Vegetables remain pricey, though its a peak season

Generally, a variety of vegetables hits the market in the winter season and the prices remain relatively lower. Contrary to the trend, vegetable prices have been high even in the second week of January. The price chart is still maintaining an upward trend, instead of falling down.

It was learnt through visits to the Moghbazar, Malibagh, and Rampura markets and conversations with concerned individuals on Thursday that potatoes were selling at Tk 60 to 70 per kg, while brinjals at Tk 100 to 120 per kg. Each large-sized bottle gourd was selling at Tk 100, with scopes of price negotiation by around Tk 10 in some cases.

Tomatoes were selling at Tk 60 to 90 per kg and beans at Tk 70 to 90 per kg.

The traders were charging Tk 50 to 60 for each medium-sized cauliflower, cabbage, and broccoli. Only radish, turnip, and papaya were found within the price range of Tk 50 per kg.

Bitter gourd was selling at Tk 90 to 100 per kg, green chili around Tk 100, and other summer vegetables like ridge gourd and sponge gourd between Tk 80 to Tk 90 per kg. The price of local onions remains at Tk 80 to 100 per kg.

The vegetables prices have been high throughout the winter season. Some traders claimed that the higher price of potatoes is affecting the prices of other vegetables.

Since potatoes are a staple for most households, sellers do not reduce the prices of other vegetables when potatoes remain expensive in the market. 

Imran Master, president of Bangladesh Raw Material Wholesaler Owners Association, claimed vegetable prices have been high since the beginning due to high farming costs. The prices are not coming down due to inadequate supply.

He, however, underscored the need for monitoring if anyone is taking advantage of the market, saying that the vegetables market is behaving in an unusual way this season.

Meanwhile, essentials like rice, pulses, and oil have been stuck at high prices. Gram prices have already risen to some extent ahead of the holy Ramadan, likely to begin in the second week of March. Spices, flour, and wheat have also registered price hikes within a month. The sugar market remains unchanged, with both open and packed sugar being sold at Tk 145 to 150 per kg.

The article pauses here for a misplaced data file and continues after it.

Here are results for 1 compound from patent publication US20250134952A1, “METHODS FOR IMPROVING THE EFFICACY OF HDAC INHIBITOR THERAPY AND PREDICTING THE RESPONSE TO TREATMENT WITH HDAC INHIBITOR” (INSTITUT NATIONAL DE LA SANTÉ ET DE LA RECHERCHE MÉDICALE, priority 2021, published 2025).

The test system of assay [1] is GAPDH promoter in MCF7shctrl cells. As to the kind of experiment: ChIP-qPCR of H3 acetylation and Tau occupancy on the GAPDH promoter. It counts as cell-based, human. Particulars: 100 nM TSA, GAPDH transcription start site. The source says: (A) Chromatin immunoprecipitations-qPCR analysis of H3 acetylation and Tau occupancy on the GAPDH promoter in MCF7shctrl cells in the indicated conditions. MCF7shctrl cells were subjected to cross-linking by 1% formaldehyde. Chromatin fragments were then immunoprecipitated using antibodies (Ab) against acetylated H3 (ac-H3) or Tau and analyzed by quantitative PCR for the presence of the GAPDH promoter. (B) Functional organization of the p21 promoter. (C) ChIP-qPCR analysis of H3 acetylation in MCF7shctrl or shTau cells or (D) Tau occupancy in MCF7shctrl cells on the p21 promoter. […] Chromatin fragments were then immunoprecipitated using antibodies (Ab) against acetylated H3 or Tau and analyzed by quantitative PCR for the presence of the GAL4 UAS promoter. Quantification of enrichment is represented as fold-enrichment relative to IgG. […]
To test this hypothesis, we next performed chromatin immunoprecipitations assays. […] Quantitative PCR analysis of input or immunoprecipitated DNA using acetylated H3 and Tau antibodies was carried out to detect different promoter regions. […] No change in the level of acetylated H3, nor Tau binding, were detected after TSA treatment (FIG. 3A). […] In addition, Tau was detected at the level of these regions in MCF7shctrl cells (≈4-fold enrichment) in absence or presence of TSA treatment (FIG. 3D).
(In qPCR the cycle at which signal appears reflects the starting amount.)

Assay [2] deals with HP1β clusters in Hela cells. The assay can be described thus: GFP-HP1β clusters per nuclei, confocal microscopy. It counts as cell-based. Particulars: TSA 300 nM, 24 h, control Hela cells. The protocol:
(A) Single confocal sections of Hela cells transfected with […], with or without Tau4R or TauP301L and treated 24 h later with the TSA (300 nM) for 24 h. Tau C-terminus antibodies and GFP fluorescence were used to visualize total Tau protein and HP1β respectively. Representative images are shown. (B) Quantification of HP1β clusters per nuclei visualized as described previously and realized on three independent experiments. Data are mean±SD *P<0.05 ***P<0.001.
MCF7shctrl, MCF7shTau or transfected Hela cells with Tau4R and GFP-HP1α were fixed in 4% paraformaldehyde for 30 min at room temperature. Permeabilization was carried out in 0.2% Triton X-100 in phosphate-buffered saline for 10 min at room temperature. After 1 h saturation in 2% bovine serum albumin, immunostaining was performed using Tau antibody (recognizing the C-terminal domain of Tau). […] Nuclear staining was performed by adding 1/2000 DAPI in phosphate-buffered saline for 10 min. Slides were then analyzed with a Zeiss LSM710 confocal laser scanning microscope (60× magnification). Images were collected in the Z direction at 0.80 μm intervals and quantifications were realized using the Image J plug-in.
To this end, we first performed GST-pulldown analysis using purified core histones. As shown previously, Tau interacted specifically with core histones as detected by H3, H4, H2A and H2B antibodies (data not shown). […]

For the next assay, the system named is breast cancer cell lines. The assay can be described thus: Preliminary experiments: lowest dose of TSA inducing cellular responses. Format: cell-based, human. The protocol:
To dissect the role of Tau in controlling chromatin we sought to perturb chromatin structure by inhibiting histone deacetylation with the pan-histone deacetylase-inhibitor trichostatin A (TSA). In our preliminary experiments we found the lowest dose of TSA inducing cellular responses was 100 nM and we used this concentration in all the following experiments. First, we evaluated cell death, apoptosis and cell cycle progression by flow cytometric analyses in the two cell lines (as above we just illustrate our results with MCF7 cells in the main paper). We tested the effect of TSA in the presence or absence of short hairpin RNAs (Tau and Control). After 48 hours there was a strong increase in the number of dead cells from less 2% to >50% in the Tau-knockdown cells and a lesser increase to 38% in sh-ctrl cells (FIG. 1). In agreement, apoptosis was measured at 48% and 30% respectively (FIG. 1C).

Mohiuddin Ahmed, proprietor of Mohiuddin Store in Rampura Bazar, said prices of pulses and grams have risen long before Ramadan, while the sugar market has seen no change for a long time. The prices of other commodities are not increasing and there is no decrease either.

In addition to vegetables, prices of fish, meat, and eggs have also been high in the market. The price of broiler chicken is Tk 190 to Tk 200 per kg, Sonali chicken is Tk 310 to Tk 330 per kg, beef is Tk 650 to 700 per kg, and mutton is being sold at Tk 1,000-1,100 per kg. 

The price of tilapia and pangas ranges between Tk 200 to 230 per kg, depending on size. The price of brown eggs per dozen is Tk 125 to 130.

Nuruzzaman, a resident of Madhubagh in the capital, told Prothom Alo, "The price of winter vegetables remains high in the beginning but drops quickly afterward. It did not happen this time. It's surprising. Perhaps we have become accustomed to buying at higher prices, and traders are not reducing prices for this.”